Henry Ford was either real cleaver to discover that from early testing or it was the most plentiful wood available and cheapest to use.
Given what we know about Henry - I vote for the second part of the comment but realize that there is more to the Model T than lowest cost.
I would say that the real answer is the lowest cost that works!
Henry didn't come up with the idea of using hickory for spokes. It had been used for buggy and wagon wheels for many generations before the automobile.
Mein Gott! That's WAY too much for spokes. My Stuzman spokes for two wheels came to $152, which includes shipping. That would make the cost about $300 for four wheels.
First, I'm not suggesting that anyone needs to have aluminum spokes or that the car wrecked in Utah was in anything other than perfect condition. This is a more general statement.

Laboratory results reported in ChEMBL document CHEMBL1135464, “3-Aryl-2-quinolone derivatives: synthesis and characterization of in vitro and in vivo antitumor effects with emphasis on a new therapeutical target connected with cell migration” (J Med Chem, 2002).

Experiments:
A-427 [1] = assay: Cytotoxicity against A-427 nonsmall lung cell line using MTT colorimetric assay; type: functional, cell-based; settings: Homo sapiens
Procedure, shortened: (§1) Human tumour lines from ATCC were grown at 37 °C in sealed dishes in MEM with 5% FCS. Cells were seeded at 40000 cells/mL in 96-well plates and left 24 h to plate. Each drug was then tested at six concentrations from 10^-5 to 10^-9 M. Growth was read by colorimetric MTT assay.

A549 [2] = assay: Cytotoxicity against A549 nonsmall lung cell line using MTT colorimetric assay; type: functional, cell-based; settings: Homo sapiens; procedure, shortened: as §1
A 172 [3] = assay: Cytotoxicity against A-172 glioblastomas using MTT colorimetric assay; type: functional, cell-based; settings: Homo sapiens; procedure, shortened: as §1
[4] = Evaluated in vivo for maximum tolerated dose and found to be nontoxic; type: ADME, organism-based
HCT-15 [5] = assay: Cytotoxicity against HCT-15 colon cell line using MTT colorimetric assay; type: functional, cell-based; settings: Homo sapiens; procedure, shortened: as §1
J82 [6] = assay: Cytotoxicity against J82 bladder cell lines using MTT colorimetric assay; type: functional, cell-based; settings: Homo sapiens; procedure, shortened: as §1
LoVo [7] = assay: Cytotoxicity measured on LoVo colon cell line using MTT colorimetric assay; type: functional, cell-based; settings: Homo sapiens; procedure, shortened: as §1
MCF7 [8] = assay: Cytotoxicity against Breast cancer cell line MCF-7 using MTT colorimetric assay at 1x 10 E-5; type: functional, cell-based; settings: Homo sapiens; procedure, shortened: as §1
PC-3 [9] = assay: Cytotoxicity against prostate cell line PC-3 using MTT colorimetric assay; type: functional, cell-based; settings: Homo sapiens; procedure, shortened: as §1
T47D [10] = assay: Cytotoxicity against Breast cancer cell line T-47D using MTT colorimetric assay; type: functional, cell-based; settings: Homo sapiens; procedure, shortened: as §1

How many of us feel clever when we save dollars by doing other than the recommended, sometimes costly, time proven repairs on our cars? How many of us are now second guessing those "fixes" and how they will perform under extreme conditions? I can't tell you how many times I've heard people say, "I just glued it JB Weld.." or, "I just jammed in a bunch of shim stock..." or, "the hardware store bolts are $2 each cheaper, why can't I use those", etc. etc.
Do the right thing folks. Use only the best available parts, regardless of cost, or keep the car parked until you can. Our hobby and the precious lives of our fellow T owners/riders is worth the cost and the added effort.
Agreed. You all know I'm a devout cheapskate, but cobbling up hundred-year-old wheels in dubious condition to save a few bucks is a bad gamble. Considering the stakes in that game, it's best not to play.
Well said Jerry!!